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Although the science of team science is no longer a new field, the measurement of team science and its standardization remain in relatively early stages of development. To describe the current state of team science assessment, we conducted an integrative review of measures of research collaboration quality and outcomes.
Collaboration measures were identified using both a literature review based on specific keywords and an environmental scan. Raters abstracted details about the measures using a standard tool. Measures related to collaborations with clinical care, education, and program delivery were excluded from this review.
We identified 44 measures of research collaboration quality, which included 35 measures with reliability and some form of statistical validity reported. Most scales focused on group dynamics. We identified 89 measures of research collaboration outcomes; 16 had reliability and 15 had a validity statistic. Outcome measures often only included simple counts of products; publications rarely defined how counts were delimited, obtained, or assessed for reliability. Most measures were tested in only one venue.
Although models of collaboration have been developed, in general, strong, reliable, and valid measurements of such collaborations have not been conducted or accepted into practice. This limitation makes it difficult to compare the characteristics and impacts of research teams across studies or to identify the most important areas for intervention. To advance the science of team science, we provide recommendations regarding the development and psychometric testing of measures of collaboration quality and outcomes that can be replicated and broadly applied across studies.
Researchers have explored using the internet and social media to recruit participants to specific research projects. Less systematic work has been done to inform the engagement of large populations in virtual communities to advance clinical and translational science. We report on our first step to use social media to engage Minnesota residents by studying the willingness of participants to engage in a virtual (Facebook) community about the concepts of health and health-related research.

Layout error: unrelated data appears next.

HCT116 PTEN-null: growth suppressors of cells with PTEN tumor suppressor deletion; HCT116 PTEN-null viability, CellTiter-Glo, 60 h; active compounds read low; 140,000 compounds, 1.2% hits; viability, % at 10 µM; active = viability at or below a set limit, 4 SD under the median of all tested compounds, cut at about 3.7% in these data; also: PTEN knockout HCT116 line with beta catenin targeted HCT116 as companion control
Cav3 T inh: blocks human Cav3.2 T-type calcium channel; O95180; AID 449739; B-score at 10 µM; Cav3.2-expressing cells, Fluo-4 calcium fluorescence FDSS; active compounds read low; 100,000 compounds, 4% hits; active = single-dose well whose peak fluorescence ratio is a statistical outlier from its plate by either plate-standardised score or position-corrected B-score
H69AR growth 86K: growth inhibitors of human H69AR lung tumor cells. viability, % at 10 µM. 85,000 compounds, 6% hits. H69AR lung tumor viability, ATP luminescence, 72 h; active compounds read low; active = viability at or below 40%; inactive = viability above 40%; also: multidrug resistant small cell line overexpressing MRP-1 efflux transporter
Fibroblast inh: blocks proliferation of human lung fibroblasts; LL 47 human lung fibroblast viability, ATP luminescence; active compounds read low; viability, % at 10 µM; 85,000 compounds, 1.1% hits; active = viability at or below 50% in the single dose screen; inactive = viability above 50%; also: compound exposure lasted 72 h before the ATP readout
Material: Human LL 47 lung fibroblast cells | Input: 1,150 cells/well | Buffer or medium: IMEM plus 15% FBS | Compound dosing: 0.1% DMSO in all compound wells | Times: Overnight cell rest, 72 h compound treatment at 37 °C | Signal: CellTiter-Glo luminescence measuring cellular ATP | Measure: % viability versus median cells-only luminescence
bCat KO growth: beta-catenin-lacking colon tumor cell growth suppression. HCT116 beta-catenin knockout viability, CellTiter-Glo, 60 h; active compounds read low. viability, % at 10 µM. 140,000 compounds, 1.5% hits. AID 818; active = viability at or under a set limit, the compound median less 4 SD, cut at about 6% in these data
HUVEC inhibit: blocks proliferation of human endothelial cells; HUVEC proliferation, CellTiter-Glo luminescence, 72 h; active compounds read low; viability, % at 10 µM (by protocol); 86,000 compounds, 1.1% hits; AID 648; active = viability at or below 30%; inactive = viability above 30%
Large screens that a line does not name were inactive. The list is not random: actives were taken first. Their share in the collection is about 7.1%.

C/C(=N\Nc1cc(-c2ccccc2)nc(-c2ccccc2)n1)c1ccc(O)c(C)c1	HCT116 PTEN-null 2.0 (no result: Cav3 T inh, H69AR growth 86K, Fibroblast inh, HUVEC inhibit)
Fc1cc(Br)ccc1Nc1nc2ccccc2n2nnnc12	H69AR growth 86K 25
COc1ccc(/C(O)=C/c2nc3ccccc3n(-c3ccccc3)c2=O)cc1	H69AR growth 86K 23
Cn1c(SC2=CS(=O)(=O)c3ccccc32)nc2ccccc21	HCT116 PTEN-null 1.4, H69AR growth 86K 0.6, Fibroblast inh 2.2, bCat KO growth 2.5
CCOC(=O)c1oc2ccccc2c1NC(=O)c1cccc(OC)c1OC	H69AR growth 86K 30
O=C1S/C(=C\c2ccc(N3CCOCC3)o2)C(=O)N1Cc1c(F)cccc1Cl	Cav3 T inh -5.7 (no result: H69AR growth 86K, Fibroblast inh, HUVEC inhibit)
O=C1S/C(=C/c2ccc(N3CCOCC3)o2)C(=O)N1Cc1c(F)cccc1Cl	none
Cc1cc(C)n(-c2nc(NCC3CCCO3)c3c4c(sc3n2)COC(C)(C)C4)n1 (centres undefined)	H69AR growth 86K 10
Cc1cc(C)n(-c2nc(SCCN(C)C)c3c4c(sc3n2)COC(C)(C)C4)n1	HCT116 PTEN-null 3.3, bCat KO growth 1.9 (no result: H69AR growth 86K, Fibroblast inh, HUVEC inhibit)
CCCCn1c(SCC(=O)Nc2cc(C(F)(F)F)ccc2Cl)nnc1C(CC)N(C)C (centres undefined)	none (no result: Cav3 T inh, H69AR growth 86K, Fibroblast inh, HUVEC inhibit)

Data was collected at the 2018 Minnesota State Fair using a cross-sectional, 46-item survey with assessment including socio-demographics and willingness to engage in a Facebook group for health-related research. Quantitative analysis included univariate, bivariate and multivariate analyses. Content analysis was used to generate themes from open-ended survey responses.
500 people completed the survey; after data cleaning 418 participant responses informed this report. A majority were younger than age 50 (73%), female (66%), and married/partnered (54%). Overall, 46% of participants agreed/strongly agreed they are willing to join the Facebook group. Multivariate logistic regression identified social media use over the past 6 months as the sole variable independently associated with willingness to join the Facebook group (once a day vs. never or rarely OR=1.82 (0.86, 3.88), several hours a day vs. never or rarely OR=2.17 (1.17, 4.02, overall p-value 0.048).
Facebook holds potential for reaching a broader community, democratizing access to and engagement with clinical and translational research. Social media infrastructure and content could be disseminated to other institutions with Clinical and Translational Science Awards.
Over 80% of CTSA programs have a community advisory board (CAB). Little is known about how research discussed with CABs aligns with community priorities (bidirectionality). This program evaluation assessed researcher presentations from 2014 to 2018 to the CABs linked to our CTSA at all three sites (Minnesota, Arizona, and Florida) for relevance to local community needs identified in 2013 and/or 2016. From content analysis, of 65 presentations total, 41 (63%) addressed ≥1 local health needs (47% Minnesota, 60% Florida, and 80% Arizona). Cross-cutting topics were cancer/cancer prevention (physical activity/obesity/nutrition) and mental health. Results could help to prioritize health outcomes of community-engaged research efforts.